I'm developing a system in which users can 'link' separate items by using a 'Link' button. In the database, this 'link' is called a 'relation'. I'm inclined to change the text of the button to ...
0
votes
3answers
93 views

“Seek the truth in X” vs. “seek the truth with X”

Ran into the phrase to seek the truth in love meaning "seek truth without hurting others in the process". I feel it should be "with" rather than "in." No rule in this case?
0
votes
2answers
489 views

Is Working a noun or a verb in this sentence?

"Working for the man". Does "Working" act as a noun, verb or something else in this case and why? If I said, "I am working for the man." Then clearly working is a verb. However, I'm confused by the ...
0
votes
2answers
195 views

Was the verb “bring” once used as a noun?

In the book of Amos (KJV, Amos 4:1), we find the verb bring is capitalized in the middle of a sentence. This is in sharp contrast to the same verb written in v. 4 in lower case letters. Finding a ...
0
votes
2answers
250 views

Word for “collecting money for a special event from a group of people”

What is the English word for "collecting money for a special event from a group of people"? For example, say some friends are planing a party. Each one has to contribute some amount of money to the ...
0
votes
2answers
109 views

“Want to relieve from” vs. “want relief from”

Want to relieve from academic pressure. Want relief from academic pressure. I think the former one is more proper but my teacher said the latter one is correct.
0
votes
1answer
92 views

“Gained the academic title of professor”

I have a bit of a problem finding the right way to say/write the following: Gained the academic title of professor of xxx. Is the choice of gained fine, or should I use some other verb that is ...
16
votes
3answers
538 views

''Honey'' Usage Question

my friend (he's from Europe, white in his 20s) was in the U.S. a while ago and went to a diner a few times. A woman there (in her late 40s, most likely), kept calling him ''honey'' and ''sweetie'' ...
1
vote
1answer
90 views

Is this “debate” a noun or a verb?

Monday's vote opens the floor to debate on the bill and the Senate is expected to schedule a full vote by week's end.
1
vote
5answers
5k views

Word for “when somebody does something without realizing it”

I can't think of this word. It's when somebody is doing something but they don't realize they are doing it. For example: Suppose you're a girl and you are falling in love with a guy. When he ...
1
vote
3answers
249 views

To talk angrily and provoked in a low voice

I'm looking for a word that can describe a person continuously talking angrily as if fighting with someone, for example over a phone, but in a low and whispering manner.
0
votes
4answers
126 views

Growing abruptly and aggressively - words

How to describe a sudden increasing in size, volume. For example when fires grow suddenly and rapidly. What does that fire do?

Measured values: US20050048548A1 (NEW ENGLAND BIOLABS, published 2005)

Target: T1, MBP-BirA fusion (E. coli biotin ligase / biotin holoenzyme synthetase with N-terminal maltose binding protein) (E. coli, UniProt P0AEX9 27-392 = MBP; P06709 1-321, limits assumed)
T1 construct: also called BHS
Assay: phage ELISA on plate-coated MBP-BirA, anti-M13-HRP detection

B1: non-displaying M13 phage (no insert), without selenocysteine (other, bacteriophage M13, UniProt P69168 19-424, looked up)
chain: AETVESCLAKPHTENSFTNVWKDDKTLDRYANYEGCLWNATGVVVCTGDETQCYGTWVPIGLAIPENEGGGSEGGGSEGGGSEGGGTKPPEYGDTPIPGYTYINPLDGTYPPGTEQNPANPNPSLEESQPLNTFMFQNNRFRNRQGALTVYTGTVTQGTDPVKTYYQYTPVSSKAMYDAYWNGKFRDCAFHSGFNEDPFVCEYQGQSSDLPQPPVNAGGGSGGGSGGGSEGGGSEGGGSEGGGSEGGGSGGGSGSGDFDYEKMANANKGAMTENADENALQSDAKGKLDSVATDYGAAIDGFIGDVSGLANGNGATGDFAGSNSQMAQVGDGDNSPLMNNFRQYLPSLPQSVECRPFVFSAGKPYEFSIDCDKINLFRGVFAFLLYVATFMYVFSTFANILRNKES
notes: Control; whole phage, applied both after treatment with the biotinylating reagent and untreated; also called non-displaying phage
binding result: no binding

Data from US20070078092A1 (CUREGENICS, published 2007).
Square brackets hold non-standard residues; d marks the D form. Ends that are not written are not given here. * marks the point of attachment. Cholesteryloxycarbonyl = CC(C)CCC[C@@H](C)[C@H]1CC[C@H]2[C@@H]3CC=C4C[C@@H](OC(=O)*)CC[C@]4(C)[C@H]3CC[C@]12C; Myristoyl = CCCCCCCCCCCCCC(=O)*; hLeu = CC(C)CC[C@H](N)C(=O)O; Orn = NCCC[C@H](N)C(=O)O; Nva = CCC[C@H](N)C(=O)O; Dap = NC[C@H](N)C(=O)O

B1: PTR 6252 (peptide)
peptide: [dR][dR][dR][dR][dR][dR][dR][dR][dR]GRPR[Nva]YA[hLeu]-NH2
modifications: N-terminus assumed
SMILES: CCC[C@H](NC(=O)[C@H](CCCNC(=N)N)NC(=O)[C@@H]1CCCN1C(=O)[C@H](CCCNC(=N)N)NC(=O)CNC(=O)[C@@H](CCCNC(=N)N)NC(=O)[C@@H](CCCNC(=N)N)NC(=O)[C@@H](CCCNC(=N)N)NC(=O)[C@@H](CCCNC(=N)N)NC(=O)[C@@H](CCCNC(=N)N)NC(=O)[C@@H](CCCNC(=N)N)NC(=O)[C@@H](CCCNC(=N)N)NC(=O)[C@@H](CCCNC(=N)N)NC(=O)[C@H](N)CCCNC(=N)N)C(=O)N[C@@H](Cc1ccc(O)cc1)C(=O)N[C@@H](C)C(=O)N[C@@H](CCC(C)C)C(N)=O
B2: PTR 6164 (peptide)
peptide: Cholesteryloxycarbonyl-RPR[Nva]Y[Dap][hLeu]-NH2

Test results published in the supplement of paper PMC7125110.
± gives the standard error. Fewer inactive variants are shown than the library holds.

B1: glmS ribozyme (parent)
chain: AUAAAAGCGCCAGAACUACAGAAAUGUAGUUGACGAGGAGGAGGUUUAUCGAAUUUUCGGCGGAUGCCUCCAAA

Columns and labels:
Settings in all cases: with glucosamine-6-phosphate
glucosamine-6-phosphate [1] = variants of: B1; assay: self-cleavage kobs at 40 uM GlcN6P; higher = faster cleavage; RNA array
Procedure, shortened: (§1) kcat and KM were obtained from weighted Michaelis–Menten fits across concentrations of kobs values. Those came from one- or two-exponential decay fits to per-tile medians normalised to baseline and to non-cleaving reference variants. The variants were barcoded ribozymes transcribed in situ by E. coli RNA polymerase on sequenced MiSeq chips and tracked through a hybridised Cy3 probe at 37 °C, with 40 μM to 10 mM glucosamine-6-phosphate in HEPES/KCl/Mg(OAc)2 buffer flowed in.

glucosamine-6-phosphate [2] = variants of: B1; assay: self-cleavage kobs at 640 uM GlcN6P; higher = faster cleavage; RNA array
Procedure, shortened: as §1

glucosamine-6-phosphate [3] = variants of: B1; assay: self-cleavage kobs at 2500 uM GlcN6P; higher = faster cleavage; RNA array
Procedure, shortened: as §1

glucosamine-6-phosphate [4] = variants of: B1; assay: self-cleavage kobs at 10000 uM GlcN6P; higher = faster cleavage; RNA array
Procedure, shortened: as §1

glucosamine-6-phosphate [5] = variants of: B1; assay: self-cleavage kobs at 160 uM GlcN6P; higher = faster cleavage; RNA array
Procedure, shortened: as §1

5
votes
4answers
183 views

Word for “getting careless and slacking”

Can you suggest some words which can describe a person who is starting to get careless and who slacks, or the very action of becoming careless? A person who was efficiently and elaborately doing their ...
-1
votes
3answers
156 views

The state of not progressing [closed]

What is the state of not progressing called? Going in circles. When the person is not progressing despite the active trying.
1
vote
2answers
686 views

Words that describe the repetitive sound of machine [closed]

I'm looking for words that can describe the repetitive sounds that machine produces (For example an engine). Those droning, looped and long-lasting sounds. Patterned sounds of various parts of an ...
1
vote
1answer
327 views

Pronunciation and meaning: “wind” and “wound”

I find it curious that there exist two words spelt wind ("a breeze" vs. "to turn") and two words spelt wound ("an injury" vs. the past participle of wind), and that the words in each pair are ...
2
votes
5answers
5k views

Difference between “taxi” and “cab”

Definition of taxi: To ride or travel in a taxicab Definition of cab: A taxicab. Since the definitions don't show many differences, is it okay to assume that there is no difference ...
4
votes
3answers
565 views

What is the word that describes a person trying to sell stuff persistently?

I am trying to remember the word to describe a person trying to sell stuff persistently. I can't seem to figure it out. - It can be a verb, noun or adjective. Anything around "Selling stuff ...
3
votes
6answers
6k views

If I drive a car and ride a motorcycle, what do I do with a boat?

Once we have specific verbs to refer to the action of operating a vehicle, my question is: What verb should I use to "drive" a boat/ship?
1
vote
2answers
566 views

Noun+ infinitive + verb structure [closed]

In my grammar book I've got a sentence The woman to talk to is over there and this is the only example. That makes me believe I can say things like: -The packages to deal with will arrive tomorrow ...
-1
votes
1answer
102 views

“Flatly denied that he had copied” vs. “flatly denied the charges that he had copied”

The student flatly denied that he had copied in the examination hall. The above sentence is not correct, I found that it must be "flatly denied the charges that". Am I thinking in the right ...
0
votes
1answer
83 views

Does “approbate one's flaws” make sense?

I'm going for a little stronger word than accept and I like the word approbate. To approbate my flaws. Does it work?
-1
votes
1answer
69 views

Using 'show' with 'treatment'

Is it proper to say 'show special treatment' for example in "He showed him special treatment."? I know it sounds more natural to say, "He took a special interest in him because of his background." ...
3
votes
4answers
574 views

Religious use of “exegete”

I've noticed quite a number of religious professionals of late have used phrases such as "let's exegete this text" or "we need to exegete Paul's meaning here." Of course, an exegete is one skilled in ...
0
votes
2answers
237 views

What is the meaning of “gather way” in “The idea gathered way”?

As far as I know "gather way" means "to attain headway" in navigation. So I believe this is a kind of idiom or something like that. I just found this sentence with no context, so I don't know if you ...
-2
votes
2answers
610 views

“hanging on the rope of”

I'm looking for two single words, a verb and a noun, with similar content, which could be best inserted in these sentences: In some countries workers are entirely _______ 1 of/to/on their ...